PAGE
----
When nature comes back to life outside and the young wild animals frolic across the meadows, then it’s time for anti-hunting training! For owners of hunting-motivated dogs, this time is a horror. The daily freewheel becomes a gauntlet run and so when in doubt the flexile line has to be used so that you have as little trouble as possible. One thing is clear, it is impossible to get the hunting instinct out of the way, especially with dog breeds that have been specially bred for hunting. But you can counteract a bit and that’s why I’m giving you a few tips today that could make living together easier for you.
The goal of anti-hunting training
Attention and impulse control are the be-all and end-all. Your dog should always be accessible and accessible, no matter what is hoping or fluttering. So much for theory. Achieving this, however, requires a lot of training and some foresight on the part of the keeper. If you have a dog that is motivated for hunting, then anti-hunting training should be a regular part of your training plan. I’ll give you a few ideas for your training here.
Anti-hunting training rewards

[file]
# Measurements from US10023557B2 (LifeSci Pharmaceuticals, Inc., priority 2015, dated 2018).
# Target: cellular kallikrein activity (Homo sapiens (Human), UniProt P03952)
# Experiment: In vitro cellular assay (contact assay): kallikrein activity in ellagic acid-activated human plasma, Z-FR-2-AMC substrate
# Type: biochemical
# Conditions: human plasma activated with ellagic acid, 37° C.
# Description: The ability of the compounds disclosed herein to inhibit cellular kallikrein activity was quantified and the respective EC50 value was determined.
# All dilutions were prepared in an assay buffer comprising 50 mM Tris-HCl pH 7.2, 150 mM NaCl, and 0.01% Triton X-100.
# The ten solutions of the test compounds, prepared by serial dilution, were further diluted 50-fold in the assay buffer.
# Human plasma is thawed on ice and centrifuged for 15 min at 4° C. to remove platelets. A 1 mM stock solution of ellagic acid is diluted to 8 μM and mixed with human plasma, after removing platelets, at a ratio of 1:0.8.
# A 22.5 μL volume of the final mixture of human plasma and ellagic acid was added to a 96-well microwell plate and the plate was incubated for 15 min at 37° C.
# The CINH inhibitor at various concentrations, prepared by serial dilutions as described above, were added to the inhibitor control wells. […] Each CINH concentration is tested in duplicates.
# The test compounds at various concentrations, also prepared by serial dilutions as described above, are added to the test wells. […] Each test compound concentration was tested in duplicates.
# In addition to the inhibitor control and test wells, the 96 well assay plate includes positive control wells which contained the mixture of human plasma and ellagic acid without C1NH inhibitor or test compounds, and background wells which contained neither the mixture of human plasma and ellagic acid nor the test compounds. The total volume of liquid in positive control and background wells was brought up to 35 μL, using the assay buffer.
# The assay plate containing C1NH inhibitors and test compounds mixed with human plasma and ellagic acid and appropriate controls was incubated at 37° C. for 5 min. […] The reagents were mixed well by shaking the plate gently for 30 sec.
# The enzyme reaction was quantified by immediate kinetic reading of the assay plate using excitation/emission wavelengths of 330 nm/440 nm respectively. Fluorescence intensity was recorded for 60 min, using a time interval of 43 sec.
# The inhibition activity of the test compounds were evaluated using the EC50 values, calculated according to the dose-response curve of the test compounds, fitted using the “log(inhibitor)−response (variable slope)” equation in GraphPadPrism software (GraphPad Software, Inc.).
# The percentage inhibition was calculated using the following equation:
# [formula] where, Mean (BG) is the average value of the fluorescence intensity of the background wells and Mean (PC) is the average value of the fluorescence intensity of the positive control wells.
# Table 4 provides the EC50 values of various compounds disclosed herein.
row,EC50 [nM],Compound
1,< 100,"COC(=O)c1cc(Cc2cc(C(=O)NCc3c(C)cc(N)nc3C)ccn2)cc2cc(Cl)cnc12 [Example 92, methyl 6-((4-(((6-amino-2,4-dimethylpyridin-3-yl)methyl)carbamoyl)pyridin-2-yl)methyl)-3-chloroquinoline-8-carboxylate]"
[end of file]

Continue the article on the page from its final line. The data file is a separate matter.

There are many ways to reward dogs. If your dog likes food and you use food as a reward for anti-hunting training, you are welcome to use particularly high-quality rewards, especially at the beginning of the training. However, you should make sure that your dog is not over-supplied with energy to avoid being overweight. In addition to food and treats, there are many other reward options, such as toys, running together, verbal praise, petting and more.
Tips for anti-hunting training
An existing hunting instinct cannot simply be switched off, but it is possible to redirect it, to promote the dog’s attention and concentration as well as the orientation towards humans.
Tip 1: attention training
Your dog should always look at you when you speak to him. If you have practiced this well, you can catch his attention even in an emergency. However, you have to react early enough. If your dog has already started the chase, it is usually too late. There are several ways to get your dog’s attention. I will show you three examples here: